The first three-year in-depth ethnographic investigation across England and Wales looks into the care that people living with dementia receive when they are admitted to hospitals with another acute condition and describes a desperate ward landscape of dehumanisation, staff burnout and a setting that does not meet the needs of this growing NHS challenge.
People with an acute condition, who also have dementia, occupy between 25-50% of all NHS hospital beds.
Recommendations from the study suggest stark changes to ward organisation, interventions and training, and care delivered at each bedside if the NHS is to respond to the needs of the growing patient population.
The team found that requirements of targets, risk assessments, and the strict ward routines and timetables of bedside care are currently dominating the everyday work of ward staff, preventing them from delivering the bedside care that people living with dementia require. The fallout from this is a self-perpetuating cycle of anxiety for patients living with dementia, the consequences of which are delivering significant emotional toll on staff.
The recommendations from the research include no-cost and low cost solutions that can be easily integrated into existing ward organization and nursing care at the bedside.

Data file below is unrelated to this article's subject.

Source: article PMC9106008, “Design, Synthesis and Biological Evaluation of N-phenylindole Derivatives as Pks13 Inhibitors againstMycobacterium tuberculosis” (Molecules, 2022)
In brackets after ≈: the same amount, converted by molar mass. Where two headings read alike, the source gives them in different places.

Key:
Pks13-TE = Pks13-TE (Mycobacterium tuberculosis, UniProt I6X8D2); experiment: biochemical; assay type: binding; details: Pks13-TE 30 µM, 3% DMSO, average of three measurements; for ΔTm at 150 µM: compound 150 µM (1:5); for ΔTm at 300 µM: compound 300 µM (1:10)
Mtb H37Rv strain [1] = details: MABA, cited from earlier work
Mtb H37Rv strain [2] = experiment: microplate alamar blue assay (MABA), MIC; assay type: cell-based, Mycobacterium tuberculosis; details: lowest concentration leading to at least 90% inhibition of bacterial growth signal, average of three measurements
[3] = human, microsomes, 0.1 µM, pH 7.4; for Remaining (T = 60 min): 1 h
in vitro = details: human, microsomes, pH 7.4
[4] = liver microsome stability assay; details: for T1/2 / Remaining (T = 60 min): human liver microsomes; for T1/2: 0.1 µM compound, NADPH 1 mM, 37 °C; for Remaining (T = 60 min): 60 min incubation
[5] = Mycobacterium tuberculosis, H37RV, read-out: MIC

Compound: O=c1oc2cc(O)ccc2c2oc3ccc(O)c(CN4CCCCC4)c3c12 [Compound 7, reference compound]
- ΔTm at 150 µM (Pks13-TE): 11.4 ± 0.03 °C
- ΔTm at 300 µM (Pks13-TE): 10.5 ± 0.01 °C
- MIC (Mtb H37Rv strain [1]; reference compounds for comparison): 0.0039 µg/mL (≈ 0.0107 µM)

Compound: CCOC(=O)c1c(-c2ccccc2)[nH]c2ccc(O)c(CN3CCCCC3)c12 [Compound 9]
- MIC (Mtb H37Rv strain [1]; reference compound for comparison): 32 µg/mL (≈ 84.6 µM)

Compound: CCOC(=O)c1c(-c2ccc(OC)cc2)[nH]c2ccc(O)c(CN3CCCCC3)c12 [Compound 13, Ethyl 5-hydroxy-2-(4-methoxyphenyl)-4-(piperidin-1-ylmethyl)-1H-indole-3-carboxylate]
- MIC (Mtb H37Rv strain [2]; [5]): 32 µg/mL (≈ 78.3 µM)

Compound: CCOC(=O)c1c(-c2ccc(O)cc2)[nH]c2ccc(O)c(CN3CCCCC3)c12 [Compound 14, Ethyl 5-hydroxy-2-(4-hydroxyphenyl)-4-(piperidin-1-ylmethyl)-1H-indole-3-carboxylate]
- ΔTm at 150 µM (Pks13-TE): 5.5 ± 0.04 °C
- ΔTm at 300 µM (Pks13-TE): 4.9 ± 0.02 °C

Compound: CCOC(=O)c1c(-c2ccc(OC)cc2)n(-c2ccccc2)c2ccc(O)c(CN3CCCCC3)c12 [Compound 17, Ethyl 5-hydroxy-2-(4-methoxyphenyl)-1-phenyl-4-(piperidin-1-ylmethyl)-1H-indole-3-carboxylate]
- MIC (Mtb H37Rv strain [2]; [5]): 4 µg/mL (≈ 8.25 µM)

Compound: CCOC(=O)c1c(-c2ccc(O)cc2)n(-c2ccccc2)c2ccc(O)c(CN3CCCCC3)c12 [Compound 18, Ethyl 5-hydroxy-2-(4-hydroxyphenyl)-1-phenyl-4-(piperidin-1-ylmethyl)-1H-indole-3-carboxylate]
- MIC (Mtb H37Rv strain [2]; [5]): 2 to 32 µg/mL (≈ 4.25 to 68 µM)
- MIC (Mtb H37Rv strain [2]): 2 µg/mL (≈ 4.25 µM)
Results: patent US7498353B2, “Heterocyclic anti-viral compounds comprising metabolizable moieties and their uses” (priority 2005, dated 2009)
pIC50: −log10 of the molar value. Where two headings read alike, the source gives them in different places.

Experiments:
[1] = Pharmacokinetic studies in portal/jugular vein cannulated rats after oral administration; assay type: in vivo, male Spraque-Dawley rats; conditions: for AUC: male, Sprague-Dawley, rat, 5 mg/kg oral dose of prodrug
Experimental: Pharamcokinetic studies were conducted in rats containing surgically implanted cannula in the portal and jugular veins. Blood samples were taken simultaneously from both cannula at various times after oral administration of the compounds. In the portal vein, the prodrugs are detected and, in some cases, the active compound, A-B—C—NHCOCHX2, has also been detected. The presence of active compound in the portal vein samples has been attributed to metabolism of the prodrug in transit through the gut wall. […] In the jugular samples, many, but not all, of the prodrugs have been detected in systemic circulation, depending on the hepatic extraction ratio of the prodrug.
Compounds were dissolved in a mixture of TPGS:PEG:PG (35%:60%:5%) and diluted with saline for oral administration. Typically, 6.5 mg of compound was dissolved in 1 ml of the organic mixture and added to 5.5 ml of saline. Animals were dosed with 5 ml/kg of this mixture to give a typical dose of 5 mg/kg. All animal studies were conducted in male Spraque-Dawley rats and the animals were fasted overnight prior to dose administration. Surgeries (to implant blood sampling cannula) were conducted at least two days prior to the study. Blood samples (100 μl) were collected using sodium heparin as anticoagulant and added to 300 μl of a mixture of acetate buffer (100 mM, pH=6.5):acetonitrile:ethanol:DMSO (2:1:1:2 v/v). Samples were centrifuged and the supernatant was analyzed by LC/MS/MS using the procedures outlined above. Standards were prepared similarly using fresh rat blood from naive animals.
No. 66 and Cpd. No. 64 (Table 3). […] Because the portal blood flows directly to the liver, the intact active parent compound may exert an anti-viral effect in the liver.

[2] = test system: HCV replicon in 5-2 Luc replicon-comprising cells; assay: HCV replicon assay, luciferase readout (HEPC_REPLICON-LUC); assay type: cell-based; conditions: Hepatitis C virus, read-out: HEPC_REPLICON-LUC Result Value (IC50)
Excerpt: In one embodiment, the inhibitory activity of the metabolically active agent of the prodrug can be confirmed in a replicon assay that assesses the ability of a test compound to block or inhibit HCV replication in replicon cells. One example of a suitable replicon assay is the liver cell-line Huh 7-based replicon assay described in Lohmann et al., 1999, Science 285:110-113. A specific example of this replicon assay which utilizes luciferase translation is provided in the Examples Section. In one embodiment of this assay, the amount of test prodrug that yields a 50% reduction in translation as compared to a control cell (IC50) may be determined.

The report also found that a dementia diagnosis overshadowed and dominated care, impacting on decisions relating to treatment and discharge pathways.
Dr Katie Featherstone and her team from Cardiff University, funded by the NIHR, have identified high levels of resistance to care amongst people living with dementia. At some point during their admission, every person observed during the investigation resisted care. Resistance originated from difficulties they had in communicating their needs, anxiety and disorientation. Indications suggest that these responses came from the way care was organized and delivered at their bedside.
“Such high and consistent levels of patient resistance and rejection of care and treatment has led to our controversial conclusion that the current ward styles of delivering care is counter-productive and overshadowing the individual needs of sensitive patients who struggle to express their needs. It is also detrimental to ward staff, who are not supported or provided with the skills to care for them”, says Dr Featherstone.
One of the key ward responses to resistance to care was containment and restraint of people living with dementia – in place of best-practice recommendations for person-centred care and the need for frail and elderly patients to be allowed to move around to facilitate rehabilitation.
Hospital Trusts have an increasing culture of outsourcing dementia care to agency staff who are not trained in the care of people living with dementia, or to a small team of specialist ‘dementia workers’, whose expertise is stretched across a large hospital population. This meant that having expertise in caring for people living with dementia was typically viewed by ward staff as ‘other people’s work’.
The report is calling for a re-positioning in the culture of outsourcing dementia care with an increased focus on improving training and the development of ward organisation and bedside care that supports both people living with dementia and ward staff.
Source: Cardiff University